In what is now dubbed the “original affluenza case,” the murder of Robert Franks by Nathaniel Freudenthal Leopold Jr. and Richard Alan Loeb was without a doubt the most notorious homicide of its time. Carried out on May 21, 1924, the deed was described by many as being our nation’s first “crime of the century,” as it cajoled crowds into riots outside the Chicago courtroom where onlookers grappled for a chance to gaze at the handsome young men.
One writer at the Chicago Tribune reportedly heard a visitor say: “Down in New Orleans they write as much in the paper about these boys as they do in Chicago.” It was truly a nation-wide phenomenon. These men must have done something particularly heinous to ignite the curiosity of readers. So, what was the allure? Why did this crime spark the first true media firestorm in United States history?
This is the story of Leopold and Loeb, two murderers who were as psychotic as they were debonair, as puzzling as they were brilliant and afraid.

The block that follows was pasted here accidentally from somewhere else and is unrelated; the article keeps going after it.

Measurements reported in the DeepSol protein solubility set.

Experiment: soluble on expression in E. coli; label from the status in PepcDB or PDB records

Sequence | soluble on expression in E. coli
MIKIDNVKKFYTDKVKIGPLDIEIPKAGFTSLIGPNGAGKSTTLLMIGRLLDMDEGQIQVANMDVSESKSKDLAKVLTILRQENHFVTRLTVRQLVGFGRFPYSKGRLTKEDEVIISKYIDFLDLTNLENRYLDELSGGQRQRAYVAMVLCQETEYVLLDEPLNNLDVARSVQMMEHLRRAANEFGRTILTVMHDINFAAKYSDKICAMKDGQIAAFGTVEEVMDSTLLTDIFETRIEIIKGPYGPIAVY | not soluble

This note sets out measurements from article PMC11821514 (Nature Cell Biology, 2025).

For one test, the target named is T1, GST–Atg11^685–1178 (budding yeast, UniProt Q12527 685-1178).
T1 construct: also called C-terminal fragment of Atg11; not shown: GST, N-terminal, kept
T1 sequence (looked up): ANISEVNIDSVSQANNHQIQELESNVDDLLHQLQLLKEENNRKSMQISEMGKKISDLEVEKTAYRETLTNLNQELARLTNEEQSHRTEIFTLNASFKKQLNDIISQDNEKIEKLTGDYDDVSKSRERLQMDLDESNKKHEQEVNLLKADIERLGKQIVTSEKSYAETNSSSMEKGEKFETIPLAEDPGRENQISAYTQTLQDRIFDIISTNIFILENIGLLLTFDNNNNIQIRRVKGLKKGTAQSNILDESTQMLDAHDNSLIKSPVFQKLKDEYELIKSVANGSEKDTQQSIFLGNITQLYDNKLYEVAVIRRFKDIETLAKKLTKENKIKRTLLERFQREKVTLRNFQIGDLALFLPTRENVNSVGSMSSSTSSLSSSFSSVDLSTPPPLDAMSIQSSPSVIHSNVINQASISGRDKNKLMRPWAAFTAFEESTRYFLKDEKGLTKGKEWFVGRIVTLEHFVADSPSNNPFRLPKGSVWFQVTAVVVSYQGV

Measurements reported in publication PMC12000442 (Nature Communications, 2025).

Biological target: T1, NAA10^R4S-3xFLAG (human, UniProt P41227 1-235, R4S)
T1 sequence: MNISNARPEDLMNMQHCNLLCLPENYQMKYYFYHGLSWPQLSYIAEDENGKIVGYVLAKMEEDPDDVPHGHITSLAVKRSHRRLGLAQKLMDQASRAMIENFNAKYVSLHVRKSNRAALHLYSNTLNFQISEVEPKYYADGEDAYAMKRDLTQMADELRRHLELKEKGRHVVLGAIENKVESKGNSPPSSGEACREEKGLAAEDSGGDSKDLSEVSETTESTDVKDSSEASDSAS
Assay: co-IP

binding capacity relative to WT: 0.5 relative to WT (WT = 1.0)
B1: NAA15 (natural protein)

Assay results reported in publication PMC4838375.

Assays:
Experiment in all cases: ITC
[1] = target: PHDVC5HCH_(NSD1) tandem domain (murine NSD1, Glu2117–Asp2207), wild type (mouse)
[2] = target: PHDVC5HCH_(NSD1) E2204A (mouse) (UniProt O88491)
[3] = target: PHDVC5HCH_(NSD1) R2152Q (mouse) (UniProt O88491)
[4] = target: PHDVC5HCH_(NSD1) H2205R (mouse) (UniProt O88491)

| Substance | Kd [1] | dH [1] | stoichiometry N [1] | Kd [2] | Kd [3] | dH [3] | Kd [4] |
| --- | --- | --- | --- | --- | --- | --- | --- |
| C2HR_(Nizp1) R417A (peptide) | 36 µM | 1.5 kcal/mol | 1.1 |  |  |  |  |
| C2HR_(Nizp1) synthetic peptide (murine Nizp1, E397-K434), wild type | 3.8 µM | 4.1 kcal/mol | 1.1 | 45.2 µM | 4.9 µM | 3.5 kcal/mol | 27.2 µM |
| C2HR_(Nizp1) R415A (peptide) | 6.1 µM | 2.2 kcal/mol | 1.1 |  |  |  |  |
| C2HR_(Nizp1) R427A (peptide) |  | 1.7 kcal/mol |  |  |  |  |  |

Leopold And Loeb Murdered Bobby Franks With A Chisel
Leopold Accidentally Left His Glasses At The Scene, Ruining Their Perfect Crime
They Planned To Attack Loeb's Cousin And Requested A Ransom Of $10,000Photo: Nathan Freudenthal Leopold, Jr.and Richard A. Loeb / Wikipedia Commons
It Was Loeb Who Came Up With The Idea Of Committing The “Perfect Crime"Photo: Bild Bundesarchiv / Wikipedia Commons
On The Day Of The Murder, They Rented A Car Under The Name “Morton D. Ballard”
Thanks To Their Rich Parents, The Boys Were Able To Hire "The Defender Of Lost Causes"Photo: Wikipedia Commons